Switzerland's largest city is also one of the world's financial capitals, and the so-called "gnomes of Zürich" are a good deal wealthier than your garden-va pixie or leprechaun. So it shouldn't be surprising that the Swiss version of Fifth Avenue is home not only to many of Switzerland's finest stores, but also to some of its largest banks.
Thebegins at Zurich's Hauptbahnhof, or main railway station. Instead of trying to cross the Banhofplatz--which a veritable minefield of trams, especially at rush hour--take the station escalator downstairs to Shopville, an underground shopping mall, then return to ground level on the Banhnhofstrasse side of the square.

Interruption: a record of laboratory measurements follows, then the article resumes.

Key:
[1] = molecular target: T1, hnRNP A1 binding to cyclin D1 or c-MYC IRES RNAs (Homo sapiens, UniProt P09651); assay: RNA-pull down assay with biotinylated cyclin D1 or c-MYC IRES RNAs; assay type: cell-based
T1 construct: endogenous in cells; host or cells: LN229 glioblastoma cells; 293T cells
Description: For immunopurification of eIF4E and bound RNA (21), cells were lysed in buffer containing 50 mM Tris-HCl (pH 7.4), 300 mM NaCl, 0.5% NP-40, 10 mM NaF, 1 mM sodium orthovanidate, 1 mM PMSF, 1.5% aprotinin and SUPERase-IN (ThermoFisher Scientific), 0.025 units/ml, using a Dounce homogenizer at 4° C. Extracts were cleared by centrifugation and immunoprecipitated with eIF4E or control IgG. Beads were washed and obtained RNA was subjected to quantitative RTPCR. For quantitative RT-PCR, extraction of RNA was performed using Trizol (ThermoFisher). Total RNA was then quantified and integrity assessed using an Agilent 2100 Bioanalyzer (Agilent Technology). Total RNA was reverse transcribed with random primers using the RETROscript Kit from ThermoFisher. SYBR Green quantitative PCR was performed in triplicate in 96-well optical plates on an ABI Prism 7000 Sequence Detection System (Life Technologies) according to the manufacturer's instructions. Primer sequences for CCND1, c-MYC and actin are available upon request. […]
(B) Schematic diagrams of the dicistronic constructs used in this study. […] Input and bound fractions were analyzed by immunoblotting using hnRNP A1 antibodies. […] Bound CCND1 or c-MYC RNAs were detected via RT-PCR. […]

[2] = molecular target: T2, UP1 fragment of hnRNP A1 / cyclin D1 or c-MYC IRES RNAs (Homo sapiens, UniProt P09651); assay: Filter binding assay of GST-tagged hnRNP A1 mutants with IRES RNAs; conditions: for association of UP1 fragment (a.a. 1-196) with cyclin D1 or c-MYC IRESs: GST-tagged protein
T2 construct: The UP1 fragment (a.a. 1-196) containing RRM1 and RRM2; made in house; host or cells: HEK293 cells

As you walk down the Bahnhofstrasse, you're bound to be impressed by the street's human scale. The buildings are mostly four and five stories high, and many have 19th Century façades. Trees line the sidewalks, electric trams glide quietly along the car-free traffic lanes, and--during warm weather--many of the storefronts are open to the street, creating the nearest thing to a Mediterranean atmosphere that you're likely to find in German-speaking Switzerland.
If you're well-armed with Swiss francs or a credit card, here are some of the shops on or near the Bahnhofstrasse that may interest you:
When you've had your fill of strolling, shopping, and eating chocolate, head past the banks and insurance companies toward Lake Zürich. There, at the end of the Bahnhofstrasse, you can rent a paddleboat (during the boating season) or tour the Zürichsee aboard a lake steamer.
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